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By Jerry Nowicki
Capitol News Illinois 

Pritzker 'watching numbers very, very closely,' but vague on potential to roll back reopening

Positivity rate is stable at 3%, but 'sustained increase' could lead to state action, he says

 

Last updated 7/30/2020 at 9:56am

Gov. JB Pritzker on Tuesday gave only vague answers to reporters' questions about potential future restrictions Illinois might put in place to contain the spread of the novel coronavirus in certain areas.

He took the inquiries Tuesday morning at an unrelated news conference in Chicago, hours before the Illinois Department of Public Health announced another 707 confirmed cases of COVID-19 and 26 more virus-related deaths. That brought the total COVID-19-related casualties in Illinois to 7,218 among 155,506 confirmed cases.

There were 28,446 test results reported over the previous 24 hours, making for a one-day positivity rate of 2.5 percent, which kept the rolling seven-day rate at 3 percent for the fourth straight day after multiple weeks below that number.

The positivity rate as of Tuesday was 4 percent in the North-Central and Northeast regions of the state's Restore Illinois reopening plan, while it was 5 percent in the Southern Region and 2 percent in the Central Region.

Pritzker was asked if a recent rise in cases and positivity rate would lead him to once again close Illinois restaurants to indoor dining.

"We're watching these numbers very, very closely. ...I don't wake up on any day, and not look at those numbers first thing," he said. "We've been very measured about how we've reopened our state. And there are many people that complain that where we are now isn't open enough. And so I would just say that there - I will not hesitate to reimpose some mitigations, if we see our numbers moving upward."

When asked if there were any defined metrics that the state or a region might meet to warrant a step backward in any areas of reopening, Pritzker said only "sustained upward movement of numbers" could drive that process.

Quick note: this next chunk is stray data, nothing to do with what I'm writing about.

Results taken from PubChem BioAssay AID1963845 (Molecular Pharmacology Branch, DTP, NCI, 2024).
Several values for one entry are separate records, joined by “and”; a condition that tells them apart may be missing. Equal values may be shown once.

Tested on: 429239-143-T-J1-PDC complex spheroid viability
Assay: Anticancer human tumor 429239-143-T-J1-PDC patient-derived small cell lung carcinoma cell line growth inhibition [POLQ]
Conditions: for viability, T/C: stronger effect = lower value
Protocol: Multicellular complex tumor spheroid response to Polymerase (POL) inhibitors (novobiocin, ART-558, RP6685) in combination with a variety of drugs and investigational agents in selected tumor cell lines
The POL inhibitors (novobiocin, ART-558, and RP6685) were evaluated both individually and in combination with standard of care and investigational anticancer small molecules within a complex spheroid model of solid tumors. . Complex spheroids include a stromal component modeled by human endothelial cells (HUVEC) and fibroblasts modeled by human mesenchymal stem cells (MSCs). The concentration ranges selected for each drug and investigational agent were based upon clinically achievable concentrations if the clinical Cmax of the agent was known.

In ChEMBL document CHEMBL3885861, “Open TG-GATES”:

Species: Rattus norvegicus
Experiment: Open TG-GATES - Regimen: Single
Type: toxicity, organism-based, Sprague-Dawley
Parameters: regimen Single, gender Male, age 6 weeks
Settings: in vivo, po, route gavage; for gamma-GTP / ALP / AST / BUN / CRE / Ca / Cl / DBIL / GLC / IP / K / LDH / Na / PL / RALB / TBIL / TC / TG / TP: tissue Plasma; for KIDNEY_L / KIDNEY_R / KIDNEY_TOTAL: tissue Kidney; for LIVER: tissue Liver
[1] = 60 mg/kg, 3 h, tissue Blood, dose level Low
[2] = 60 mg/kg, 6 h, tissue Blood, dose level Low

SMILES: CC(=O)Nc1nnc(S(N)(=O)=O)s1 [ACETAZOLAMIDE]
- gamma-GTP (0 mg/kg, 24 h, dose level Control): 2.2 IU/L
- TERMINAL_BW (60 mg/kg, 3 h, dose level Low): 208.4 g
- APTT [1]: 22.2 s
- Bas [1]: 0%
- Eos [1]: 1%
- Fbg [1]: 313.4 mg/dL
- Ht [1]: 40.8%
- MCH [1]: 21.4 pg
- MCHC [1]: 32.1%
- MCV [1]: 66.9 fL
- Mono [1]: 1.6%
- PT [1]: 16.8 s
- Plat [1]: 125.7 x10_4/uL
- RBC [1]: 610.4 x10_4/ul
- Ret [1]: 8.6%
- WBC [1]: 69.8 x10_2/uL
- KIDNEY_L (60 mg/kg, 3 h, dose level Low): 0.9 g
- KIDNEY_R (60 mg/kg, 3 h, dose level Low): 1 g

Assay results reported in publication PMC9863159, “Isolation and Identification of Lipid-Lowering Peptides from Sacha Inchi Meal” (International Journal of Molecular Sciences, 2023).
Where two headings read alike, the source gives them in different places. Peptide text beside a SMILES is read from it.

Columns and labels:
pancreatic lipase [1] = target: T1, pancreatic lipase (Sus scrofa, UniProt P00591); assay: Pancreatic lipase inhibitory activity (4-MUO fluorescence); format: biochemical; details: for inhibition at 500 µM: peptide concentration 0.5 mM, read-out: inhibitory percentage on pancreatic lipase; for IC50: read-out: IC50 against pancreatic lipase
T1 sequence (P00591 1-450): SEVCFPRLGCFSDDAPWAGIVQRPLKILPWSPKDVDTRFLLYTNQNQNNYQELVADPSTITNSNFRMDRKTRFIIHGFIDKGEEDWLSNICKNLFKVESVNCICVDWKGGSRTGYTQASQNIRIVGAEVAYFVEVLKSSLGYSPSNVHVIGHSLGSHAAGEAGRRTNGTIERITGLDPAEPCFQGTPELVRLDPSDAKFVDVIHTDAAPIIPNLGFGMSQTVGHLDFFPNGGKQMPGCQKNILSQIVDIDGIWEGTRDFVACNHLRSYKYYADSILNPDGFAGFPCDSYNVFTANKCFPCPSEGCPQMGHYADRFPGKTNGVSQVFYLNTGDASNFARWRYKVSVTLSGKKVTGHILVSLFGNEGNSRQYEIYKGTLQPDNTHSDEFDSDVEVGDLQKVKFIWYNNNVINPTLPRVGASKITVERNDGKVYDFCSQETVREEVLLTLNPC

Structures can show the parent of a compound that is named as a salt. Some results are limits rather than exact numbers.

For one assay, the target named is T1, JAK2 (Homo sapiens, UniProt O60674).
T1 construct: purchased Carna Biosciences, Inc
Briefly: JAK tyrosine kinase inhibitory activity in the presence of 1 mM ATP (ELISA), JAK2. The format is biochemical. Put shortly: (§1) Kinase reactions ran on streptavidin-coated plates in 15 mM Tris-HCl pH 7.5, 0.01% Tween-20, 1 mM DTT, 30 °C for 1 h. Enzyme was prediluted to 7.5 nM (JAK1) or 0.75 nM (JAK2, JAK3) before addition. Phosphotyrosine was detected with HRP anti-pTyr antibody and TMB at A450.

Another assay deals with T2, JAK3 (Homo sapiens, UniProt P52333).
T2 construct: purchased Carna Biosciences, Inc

"I listen to our Department of Public Health director as well as to the many epidemiologists who are advising us and watching very closely the states in the South and the West that are struggling right now, and wondering where could we or should we ... turn the dimmer switch, as they say, on some of these items," he said. "And the answer is that, you know, if we see a sustained upward movement of numbers. That's something that is an alert for all of us in the governor's office and in our administration to begin to look at the mitigations we need to put in place."

Pritzker did say in the early days of the pandemic there was not enough data on indoor dining and its capacity to drive widespread transmission of the virus. While he said "the data is now in," he did not indicate there were any immediate plans of action regarding indoor dining.

Meanwhile, hospitalization numbers saw a slight uptick at the end of Monday, but were still near their pandemic lows. There were 1,416 hospital beds in use by COVID-19 patients, 333 of which were intensive care unit beds. There were 126 COVID-19 patients on ventilators.